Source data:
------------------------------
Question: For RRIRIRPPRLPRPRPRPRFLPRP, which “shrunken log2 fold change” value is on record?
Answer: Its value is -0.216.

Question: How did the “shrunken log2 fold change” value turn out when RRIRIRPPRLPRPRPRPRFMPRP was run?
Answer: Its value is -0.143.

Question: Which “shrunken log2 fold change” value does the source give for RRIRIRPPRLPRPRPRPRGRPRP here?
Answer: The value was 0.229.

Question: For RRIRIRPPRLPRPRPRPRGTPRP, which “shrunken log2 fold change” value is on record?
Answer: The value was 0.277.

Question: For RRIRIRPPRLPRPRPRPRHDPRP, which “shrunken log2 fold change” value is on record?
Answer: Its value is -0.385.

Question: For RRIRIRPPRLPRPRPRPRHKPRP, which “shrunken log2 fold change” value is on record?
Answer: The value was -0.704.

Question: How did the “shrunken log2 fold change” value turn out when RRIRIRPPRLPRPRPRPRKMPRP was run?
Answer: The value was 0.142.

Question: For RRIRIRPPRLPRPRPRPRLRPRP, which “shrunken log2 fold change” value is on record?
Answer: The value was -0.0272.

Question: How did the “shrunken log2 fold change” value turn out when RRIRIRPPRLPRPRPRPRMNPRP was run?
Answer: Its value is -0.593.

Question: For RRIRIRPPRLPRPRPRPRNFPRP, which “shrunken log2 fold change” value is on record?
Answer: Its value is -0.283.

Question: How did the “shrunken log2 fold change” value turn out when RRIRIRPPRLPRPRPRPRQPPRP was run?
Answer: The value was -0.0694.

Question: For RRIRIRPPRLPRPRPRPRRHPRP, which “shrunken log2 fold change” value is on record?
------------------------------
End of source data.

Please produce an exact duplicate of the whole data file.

Question: For RRIRIRPPRLPRPRPRPRFLPRP, which “shrunken log2 fold change” value is on record?
Answer: Its value is -0.216.

Question: How did the “shrunken log2 fold change” value turn out when RRIRIRPPRLPRPRPRPRFMPRP was run?
Answer: Its value is -0.143.

Question: Which “shrunken log2 fold change” value does the source give for RRIRIRPPRLPRPRPRPRGRPRP here?
Answer: The value was 0.229.

Question: For RRIRIRPPRLPRPRPRPRGTPRP, which “shrunken log2 fold change” value is on record?
Answer: The value was 0.277.

Question: For RRIRIRPPRLPRPRPRPRHDPRP, which “shrunken log2 fold change” value is on record?
Answer: Its value is -0.385.

Question: For RRIRIRPPRLPRPRPRPRHKPRP, which “shrunken log2 fold change” value is on record?
Answer: The value was -0.704.

Question: How did the “shrunken log2 fold change” value turn out when RRIRIRPPRLPRPRPRPRKMPRP was run?
Answer: The value was 0.142.

Question: For RRIRIRPPRLPRPRPRPRLRPRP, which “shrunken log2 fold change” value is on record?
Answer: The value was -0.0272.

Question: How did the “shrunken log2 fold change” value turn out when RRIRIRPPRLPRPRPRPRMNPRP was run?
Answer: Its value is -0.593.

Question: For RRIRIRPPRLPRPRPRPRNFPRP, which “shrunken log2 fold change” value is on record?
Answer: Its value is -0.283.

Question: How did the “shrunken log2 fold change” value turn out when RRIRIRPPRLPRPRPRPRQPPRP was run?
Answer: The value was -0.0694.

Question: For RRIRIRPPRLPRPRPRPRRHPRP, which “shrunken log2 fold change” value is on record?